Back in May I briefly told you about a day long zodiac trip I took on Notre Dame Bay with Grant Cudmore of Ocean Quest Close Encounters Twillingate. Our intention was to revisit several known sites and check on a possible new site.
We left from Twillingate and were immediately treated to beautiful views and numerous icebergs.
We have known there were archaeology sites in this area of the bay since the late 19th century, dating back to the work done by James P. Howley. Howley was a geologist who amassed a collection of mostly Beothuk material culture and a large quantity of documentation on the Beothuk including interviews with people who had seen and contacted the Beothuk. He published much of this written material in his book The Beothucks, or Red Indians: The Aboriginal Inhabitants of Newfoundland, published in 1915 which is still used as a reference on the Beothuk today.
The first site we planned to revisit was on Little Black Island. The site was recorded by Howley in his diary as ‘…Beothuk skeletal remains in a ravine…’ It is not much of a description to go on in order to relocate the site. The last attempt to visit the site was in 1973 by Ingeborg Marshall, who was unable to relocate the site. We spent less than an hour looking into and crawling over several crevices and ravines. Not surprisingly we were also unsuccessful in relocating the site.
We were more successful with our attempt to find the Swan Island site.
As I wrote in my Teaser post, the site was originally visited by Howley in 1886 and it was looted at that early date. The site was revisited by archaeologists Helen Devereux and Ingeborg Marshall in 1965 and 1973 respectively. Unfortunately, like most Beothuk burial sites in Notre Dame Bay, the site was completely looted.
Fortunately, interpreters from the Beothuk Interpretation Centre in Boyd’s Cove accompanied me on my trip. I say fortunately because thanks to the keen eye and sharp memory of interpreter Desond Canning we were able to relocate the site. Desmond remembered the second photo below Howley’s book and from that we relocated the site.
Unfortunately, as I’ve already stated, the site was looted long ago. Today it is little more than a rock over-hang full of boulders. Regardless it is still a place of reverence and respect, afterall human remains were buried here.
The Beothuk people are well known for their use of red ochre. Howley described the use of this material:
Many theories have been advanced to account for this curious custom
of using red ochre, a mixture of red earth, oxide of iron and oil or grease,
called by the Beothucks Odemet. It appears to have been their universal
practice to smear everything they possessed with this pigment. Not only
their clothing, implements, ornaments, canoes, bows and arrows, drinking
cups, even their own bodies were so treated. Small packages of this
material, tied up in birch bark, are found buried with their dead, and
there is evidence even that long after the flesh had decomposed and fallen
away, they must have visited the sepulchres and rubbed ochre over the
skeletons of their departed kin. At least one such now in the local
museum was certainly so treated. Howley 1915: 262.
Exactly where the Beothuk got this material is not clear. One place that has been suggested was Ochre Pit Island, though at this location the ‘ochre’ is more orange than red when compared to the Beothuk material culture I have seen in museum collections.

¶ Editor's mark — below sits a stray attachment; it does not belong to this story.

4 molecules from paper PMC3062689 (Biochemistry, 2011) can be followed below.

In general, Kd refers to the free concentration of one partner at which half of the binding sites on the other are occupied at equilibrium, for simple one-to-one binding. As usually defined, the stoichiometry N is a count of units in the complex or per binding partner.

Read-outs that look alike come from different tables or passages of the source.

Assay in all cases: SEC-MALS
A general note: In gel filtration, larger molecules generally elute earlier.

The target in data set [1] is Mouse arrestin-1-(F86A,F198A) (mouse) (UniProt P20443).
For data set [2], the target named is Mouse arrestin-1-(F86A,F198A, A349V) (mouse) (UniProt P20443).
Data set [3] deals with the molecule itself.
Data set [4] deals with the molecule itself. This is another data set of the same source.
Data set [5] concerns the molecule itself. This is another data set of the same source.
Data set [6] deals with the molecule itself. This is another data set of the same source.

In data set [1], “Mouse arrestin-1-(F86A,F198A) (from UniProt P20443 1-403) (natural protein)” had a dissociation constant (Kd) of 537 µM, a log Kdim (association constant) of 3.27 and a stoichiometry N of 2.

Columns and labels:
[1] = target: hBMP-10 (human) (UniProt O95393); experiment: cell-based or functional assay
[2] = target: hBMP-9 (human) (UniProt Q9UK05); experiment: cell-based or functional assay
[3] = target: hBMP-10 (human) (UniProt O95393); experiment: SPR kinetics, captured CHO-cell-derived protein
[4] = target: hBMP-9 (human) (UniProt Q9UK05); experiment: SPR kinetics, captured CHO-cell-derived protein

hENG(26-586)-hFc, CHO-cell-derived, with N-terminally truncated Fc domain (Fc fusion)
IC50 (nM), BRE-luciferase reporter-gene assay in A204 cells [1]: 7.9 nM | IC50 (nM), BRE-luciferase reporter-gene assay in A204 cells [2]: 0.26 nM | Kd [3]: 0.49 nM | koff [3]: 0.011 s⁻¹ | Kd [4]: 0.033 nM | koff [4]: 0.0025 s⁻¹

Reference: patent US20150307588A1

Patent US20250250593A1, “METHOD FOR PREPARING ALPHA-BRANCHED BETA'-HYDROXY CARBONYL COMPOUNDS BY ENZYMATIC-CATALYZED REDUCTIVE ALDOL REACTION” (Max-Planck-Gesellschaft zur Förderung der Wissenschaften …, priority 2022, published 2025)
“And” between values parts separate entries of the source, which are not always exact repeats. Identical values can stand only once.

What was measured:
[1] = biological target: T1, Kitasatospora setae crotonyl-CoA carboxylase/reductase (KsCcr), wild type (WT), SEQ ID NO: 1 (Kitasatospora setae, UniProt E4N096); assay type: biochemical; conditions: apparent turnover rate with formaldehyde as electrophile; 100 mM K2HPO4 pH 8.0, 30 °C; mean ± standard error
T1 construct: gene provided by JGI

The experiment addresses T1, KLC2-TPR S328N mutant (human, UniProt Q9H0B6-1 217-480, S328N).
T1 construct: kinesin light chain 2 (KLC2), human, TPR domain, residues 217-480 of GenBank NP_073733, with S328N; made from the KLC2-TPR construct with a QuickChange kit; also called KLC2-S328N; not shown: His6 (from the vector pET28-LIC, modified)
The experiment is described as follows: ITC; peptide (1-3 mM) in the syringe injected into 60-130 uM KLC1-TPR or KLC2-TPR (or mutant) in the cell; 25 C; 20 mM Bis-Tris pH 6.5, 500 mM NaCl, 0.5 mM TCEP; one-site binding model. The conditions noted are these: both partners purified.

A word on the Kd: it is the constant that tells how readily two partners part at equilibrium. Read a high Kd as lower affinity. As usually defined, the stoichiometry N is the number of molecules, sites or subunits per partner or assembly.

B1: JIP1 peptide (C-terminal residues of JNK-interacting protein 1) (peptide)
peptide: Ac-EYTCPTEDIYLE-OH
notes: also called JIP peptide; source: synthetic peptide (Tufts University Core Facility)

Ochre Pit Island was also reported by archaeologist Helen Devereux in 1965. She recorded four beach pits as being intruded into the cobble beach and that on average they were ‘…with birch bark in bottom of some – ~2 feet deep and 5 feet wide.’
While the exact function or purpose of these pits may never be known archaeologist Marianne Stopp wrote an interesting paper in 1994 in which she details her study of 38 sites in the Province that have cobble beach pits. She concluded that these pits are usually either prehistoric food storage pits, habitation features, or historic fish drying platforms. Considering the attributes she gives for each of those possible purposes, it seems as though the Ochre Pit Island cobble beach pits could have functioned as food storage pits.
Devereux also reported that locals told her that burials were removed from the island about 20 years before. Unfortunately, she found no evidence of the burials or evidence that anything was removed.
Interestingly, of those 38 cobble beach pit sites studied by Stopp, most of them are found in Labrador. On the island of Newfoundland the cobble beach pit sites are only found in Notre Dame Bay.
We made one more brief stop on Yellow Fox Island after leaving Ochre Pit Island. Yellow Fox Island also contained a Beothuk burial which was visited by Howley in 1886. No one has found that site since. The purpose of our visit to the island was to check on a small cobble beach pit that had previously been found by Grant Cudmore. The cobble beach pit was similar to those on Ochre Pit Island but it was smaller, little more than a metre in diameter.
Like the beach pits on Ochre Pit Island this pit did not appear to have any artifacts associated with it. This lack of artifacts is not an uncommon feature according to Stopp’s article and it is one of the things that makes understanding who constructed these pits so difficult.
DEVEREUX, Helen 1965 A Preliminary Report upon an Archaeological Survey of Newfoundland July-August, 1965.
HOWLEY, James, P. 1915 The Beothucks or Red Indians, The Aboriginal Inhabitants of Newfoundland.
STOPP, Marianne 1994 Cultural Utility of the Cobble Beach Formation in Coastal Newfoundland and Labrador. Northeast Anthropology, 48; 69-90